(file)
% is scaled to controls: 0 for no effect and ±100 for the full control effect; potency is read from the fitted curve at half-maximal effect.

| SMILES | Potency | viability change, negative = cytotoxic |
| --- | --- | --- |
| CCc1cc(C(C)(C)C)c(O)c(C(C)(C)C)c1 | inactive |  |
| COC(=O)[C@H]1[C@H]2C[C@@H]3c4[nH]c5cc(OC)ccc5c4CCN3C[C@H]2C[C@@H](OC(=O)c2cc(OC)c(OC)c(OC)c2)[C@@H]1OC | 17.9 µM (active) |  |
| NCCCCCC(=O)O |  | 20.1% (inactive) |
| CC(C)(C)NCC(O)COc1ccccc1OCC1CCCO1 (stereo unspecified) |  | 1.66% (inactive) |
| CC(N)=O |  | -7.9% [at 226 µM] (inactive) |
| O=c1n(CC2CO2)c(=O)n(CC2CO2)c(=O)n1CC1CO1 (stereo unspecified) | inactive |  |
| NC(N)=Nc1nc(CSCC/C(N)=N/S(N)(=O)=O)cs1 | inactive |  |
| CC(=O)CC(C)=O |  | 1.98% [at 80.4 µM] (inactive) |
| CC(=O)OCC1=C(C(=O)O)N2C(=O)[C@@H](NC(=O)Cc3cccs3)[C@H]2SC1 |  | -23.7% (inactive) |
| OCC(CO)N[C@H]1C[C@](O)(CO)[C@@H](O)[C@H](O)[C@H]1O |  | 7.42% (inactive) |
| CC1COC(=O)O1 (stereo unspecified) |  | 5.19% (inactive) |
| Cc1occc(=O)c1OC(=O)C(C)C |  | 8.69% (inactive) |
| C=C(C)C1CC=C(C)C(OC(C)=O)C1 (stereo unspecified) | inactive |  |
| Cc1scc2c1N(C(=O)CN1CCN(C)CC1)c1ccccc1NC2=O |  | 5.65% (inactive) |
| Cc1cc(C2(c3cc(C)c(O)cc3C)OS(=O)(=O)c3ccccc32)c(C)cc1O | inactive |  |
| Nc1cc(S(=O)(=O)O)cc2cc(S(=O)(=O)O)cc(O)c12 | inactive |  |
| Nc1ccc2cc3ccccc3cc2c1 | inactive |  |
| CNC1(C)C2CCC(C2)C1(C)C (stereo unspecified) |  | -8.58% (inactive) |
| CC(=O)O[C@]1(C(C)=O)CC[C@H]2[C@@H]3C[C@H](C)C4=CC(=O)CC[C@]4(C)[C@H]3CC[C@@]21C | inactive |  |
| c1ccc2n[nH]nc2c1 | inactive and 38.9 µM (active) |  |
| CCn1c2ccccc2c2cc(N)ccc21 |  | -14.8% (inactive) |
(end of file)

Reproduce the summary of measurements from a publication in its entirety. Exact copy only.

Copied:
% is scaled to controls: 0 for no effect and ±100 for the full control effect; potency is read from the fitted curve at half-maximal effect.

| SMILES | Potency | viability change, negative = cytotoxic |
| --- | --- | --- |
| CCc1cc(C(C)(C)C)c(O)c(C(C)(C)C)c1 | inactive |  |
| COC(=O)[C@H]1[C@H]2C[C@@H]3c4[nH]c5cc(OC)ccc5c4CCN3C[C@H]2C[C@@H](OC(=O)c2cc(OC)c(OC)c(OC)c2)[C@@H]1OC | 17.9 µM (active) |  |
| NCCCCCC(=O)O |  | 20.1% (inactive) |
| CC(C)(C)NCC(O)COc1ccccc1OCC1CCCO1 (stereo unspecified) |  | 1.66% (inactive) |
| CC(N)=O |  | -7.9% [at 226 µM] (inactive) |
| O=c1n(CC2CO2)c(=O)n(CC2CO2)c(=O)n1CC1CO1 (stereo unspecified) | inactive |  |
| NC(N)=Nc1nc(CSCC/C(N)=N/S(N)(=O)=O)cs1 | inactive |  |
| CC(=O)CC(C)=O |  | 1.98% [at 80.4 µM] (inactive) |
| CC(=O)OCC1=C(C(=O)O)N2C(=O)[C@@H](NC(=O)Cc3cccs3)[C@H]2SC1 |  | -23.7% (inactive) |
| OCC(CO)N[C@H]1C[C@](O)(CO)[C@@H](O)[C@H](O)[C@H]1O |  | 7.42% (inactive) |
| CC1COC(=O)O1 (stereo unspecified) |  | 5.19% (inactive) |
| Cc1occc(=O)c1OC(=O)C(C)C |  | 8.69% (inactive) |
| C=C(C)C1CC=C(C)C(OC(C)=O)C1 (stereo unspecified) | inactive |  |
| Cc1scc2c1N(C(=O)CN1CCN(C)CC1)c1ccccc1NC2=O |  | 5.65% (inactive) |
| Cc1cc(C2(c3cc(C)c(O)cc3C)OS(=O)(=O)c3ccccc32)c(C)cc1O | inactive |  |
| Nc1cc(S(=O)(=O)O)cc2cc(S(=O)(=O)O)cc(O)c12 | inactive |  |
| Nc1ccc2cc3ccccc3cc2c1 | inactive |  |
| CNC1(C)C2CCC(C2)C1(C)C (stereo unspecified) |  | -8.58% (inactive) |
| CC(=O)O[C@]1(C(C)=O)CC[C@H]2[C@@H]3C[C@H](C)C4=CC(=O)CC[C@]4(C)[C@H]3CC[C@@]21C | inactive |  |
| c1ccc2n[nH]nc2c1 | inactive and 38.9 µM (active) |  |
| CCn1c2ccccc2c2cc(N)ccc21 |  | -14.8% (inactive) |